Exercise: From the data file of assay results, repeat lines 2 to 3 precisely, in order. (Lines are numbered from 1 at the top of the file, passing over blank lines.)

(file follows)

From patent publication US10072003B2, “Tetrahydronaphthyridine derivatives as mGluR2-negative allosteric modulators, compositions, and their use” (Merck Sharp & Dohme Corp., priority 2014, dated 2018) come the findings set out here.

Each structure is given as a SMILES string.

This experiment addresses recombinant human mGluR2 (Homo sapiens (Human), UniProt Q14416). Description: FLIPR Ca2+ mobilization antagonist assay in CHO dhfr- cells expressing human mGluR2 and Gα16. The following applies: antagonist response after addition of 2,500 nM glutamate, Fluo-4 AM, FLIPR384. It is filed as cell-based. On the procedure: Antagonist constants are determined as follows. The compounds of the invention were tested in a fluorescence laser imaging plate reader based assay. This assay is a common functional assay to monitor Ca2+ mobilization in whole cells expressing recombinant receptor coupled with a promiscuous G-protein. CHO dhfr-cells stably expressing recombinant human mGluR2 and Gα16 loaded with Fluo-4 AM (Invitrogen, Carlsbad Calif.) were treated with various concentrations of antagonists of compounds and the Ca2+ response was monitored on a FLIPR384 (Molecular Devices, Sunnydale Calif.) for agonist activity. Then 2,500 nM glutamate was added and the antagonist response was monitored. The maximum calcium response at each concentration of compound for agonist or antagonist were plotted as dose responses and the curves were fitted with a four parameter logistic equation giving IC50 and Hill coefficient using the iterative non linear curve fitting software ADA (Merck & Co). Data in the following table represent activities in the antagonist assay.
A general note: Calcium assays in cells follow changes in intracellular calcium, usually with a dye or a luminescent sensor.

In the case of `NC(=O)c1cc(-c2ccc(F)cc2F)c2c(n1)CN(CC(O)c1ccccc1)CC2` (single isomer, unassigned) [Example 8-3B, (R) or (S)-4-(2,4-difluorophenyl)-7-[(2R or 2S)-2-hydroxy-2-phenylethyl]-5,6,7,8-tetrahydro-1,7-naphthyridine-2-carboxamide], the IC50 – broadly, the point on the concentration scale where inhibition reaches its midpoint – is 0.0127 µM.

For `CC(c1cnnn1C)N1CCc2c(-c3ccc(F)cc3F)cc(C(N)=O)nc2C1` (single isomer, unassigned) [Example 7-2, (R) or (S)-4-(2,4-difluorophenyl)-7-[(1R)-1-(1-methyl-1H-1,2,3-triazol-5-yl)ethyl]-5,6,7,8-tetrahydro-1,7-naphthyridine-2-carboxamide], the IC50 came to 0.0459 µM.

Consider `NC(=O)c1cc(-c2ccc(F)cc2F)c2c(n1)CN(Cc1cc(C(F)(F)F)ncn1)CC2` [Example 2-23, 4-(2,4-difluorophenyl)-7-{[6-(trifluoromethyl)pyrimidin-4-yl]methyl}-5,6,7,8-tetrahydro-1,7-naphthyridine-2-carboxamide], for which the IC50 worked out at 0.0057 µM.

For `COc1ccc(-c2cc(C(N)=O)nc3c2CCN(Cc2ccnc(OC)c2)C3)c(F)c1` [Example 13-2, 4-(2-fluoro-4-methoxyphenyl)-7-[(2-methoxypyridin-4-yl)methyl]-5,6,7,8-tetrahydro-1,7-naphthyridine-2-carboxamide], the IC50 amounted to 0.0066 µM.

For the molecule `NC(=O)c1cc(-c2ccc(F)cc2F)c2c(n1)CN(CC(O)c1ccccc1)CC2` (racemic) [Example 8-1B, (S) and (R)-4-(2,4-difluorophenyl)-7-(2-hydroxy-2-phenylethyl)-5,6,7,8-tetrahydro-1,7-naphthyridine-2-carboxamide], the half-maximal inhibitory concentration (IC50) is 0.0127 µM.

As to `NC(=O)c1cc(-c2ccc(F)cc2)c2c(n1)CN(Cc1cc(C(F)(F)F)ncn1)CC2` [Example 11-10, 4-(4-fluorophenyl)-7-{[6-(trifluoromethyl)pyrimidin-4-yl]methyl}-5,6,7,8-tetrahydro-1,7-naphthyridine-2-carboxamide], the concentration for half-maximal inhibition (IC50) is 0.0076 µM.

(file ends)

Each structure is given as a SMILES string.

This experiment addresses recombinant human mGluR2 (Homo sapiens (Human), UniProt Q14416). Description: FLIPR Ca2+ mobilization antagonist assay in CHO dhfr- cells expressing human mGluR2 and Gα16. The following applies: antagonist response after addition of 2,500 nM glutamate, Fluo-4 AM, FLIPR384. It is filed as cell-based. On the procedure: Antagonist constants are determined as follows. The compounds of the invention were tested in a fluorescence laser imaging plate reader based assay. This assay is a common functional assay to monitor Ca2+ mobilization in whole cells expressing recombinant receptor coupled with a promiscuous G-protein. CHO dhfr-cells stably expressing recombinant human mGluR2 and Gα16 loaded with Fluo-4 AM (Invitrogen, Carlsbad Calif.) were treated with various concentrations of antagonists of compounds and the Ca2+ response was monitored on a FLIPR384 (Molecular Devices, Sunnydale Calif.) for agonist activity. Then 2,500 nM glutamate was added and the antagonist response was monitored. The maximum calcium response at each concentration of compound for agonist or antagonist were plotted as dose responses and the curves were fitted with a four parameter logistic equation giving IC50 and Hill coefficient using the iterative non linear curve fitting software ADA (Merck & Co). Data in the following table represent activities in the antagonist assay.